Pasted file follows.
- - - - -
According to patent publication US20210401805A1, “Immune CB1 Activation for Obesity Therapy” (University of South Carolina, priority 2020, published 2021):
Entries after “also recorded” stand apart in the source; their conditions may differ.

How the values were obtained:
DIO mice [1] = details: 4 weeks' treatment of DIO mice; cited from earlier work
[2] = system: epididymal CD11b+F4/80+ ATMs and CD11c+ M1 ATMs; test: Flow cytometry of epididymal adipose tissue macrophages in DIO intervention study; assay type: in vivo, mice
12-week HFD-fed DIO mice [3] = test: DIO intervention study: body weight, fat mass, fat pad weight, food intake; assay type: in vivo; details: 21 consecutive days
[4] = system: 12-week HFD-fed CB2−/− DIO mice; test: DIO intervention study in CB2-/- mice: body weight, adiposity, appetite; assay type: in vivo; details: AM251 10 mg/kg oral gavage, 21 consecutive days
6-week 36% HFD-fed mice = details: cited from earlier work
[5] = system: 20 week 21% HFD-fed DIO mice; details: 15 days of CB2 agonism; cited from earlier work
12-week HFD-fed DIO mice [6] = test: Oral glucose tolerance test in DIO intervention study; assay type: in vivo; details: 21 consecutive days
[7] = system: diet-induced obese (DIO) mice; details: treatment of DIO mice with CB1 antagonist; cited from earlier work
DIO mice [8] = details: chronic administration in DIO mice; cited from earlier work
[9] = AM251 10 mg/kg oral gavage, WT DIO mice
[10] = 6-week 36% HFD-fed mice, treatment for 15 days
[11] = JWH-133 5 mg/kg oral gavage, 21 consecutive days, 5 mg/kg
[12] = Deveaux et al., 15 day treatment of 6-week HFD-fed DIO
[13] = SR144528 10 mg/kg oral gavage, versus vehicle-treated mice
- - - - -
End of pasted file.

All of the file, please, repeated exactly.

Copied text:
According to patent publication US20210401805A1, “Immune CB1 Activation for Obesity Therapy” (University of South Carolina, priority 2020, published 2021):
Entries after “also recorded” stand apart in the source; their conditions may differ.

How the values were obtained:
DIO mice [1] = details: 4 weeks' treatment of DIO mice; cited from earlier work
[2] = system: epididymal CD11b+F4/80+ ATMs and CD11c+ M1 ATMs; test: Flow cytometry of epididymal adipose tissue macrophages in DIO intervention study; assay type: in vivo, mice
12-week HFD-fed DIO mice [3] = test: DIO intervention study: body weight, fat mass, fat pad weight, food intake; assay type: in vivo; details: 21 consecutive days
[4] = system: 12-week HFD-fed CB2−/− DIO mice; test: DIO intervention study in CB2-/- mice: body weight, adiposity, appetite; assay type: in vivo; details: AM251 10 mg/kg oral gavage, 21 consecutive days
6-week 36% HFD-fed mice = details: cited from earlier work
[5] = system: 20 week 21% HFD-fed DIO mice; details: 15 days of CB2 agonism; cited from earlier work
12-week HFD-fed DIO mice [6] = test: Oral glucose tolerance test in DIO intervention study; assay type: in vivo; details: 21 consecutive days
[7] = system: diet-induced obese (DIO) mice; details: treatment of DIO mice with CB1 antagonist; cited from earlier work
DIO mice [8] = details: chronic administration in DIO mice; cited from earlier work
[9] = AM251 10 mg/kg oral gavage, WT DIO mice
[10] = 6-week 36% HFD-fed mice, treatment for 15 days
[11] = JWH-133 5 mg/kg oral gavage, 21 consecutive days, 5 mg/kg
[12] = Deveaux et al., 15 day treatment of 6-week HFD-fed DIO
[13] = SR144528 10 mg/kg oral gavage, versus vehicle-treated mice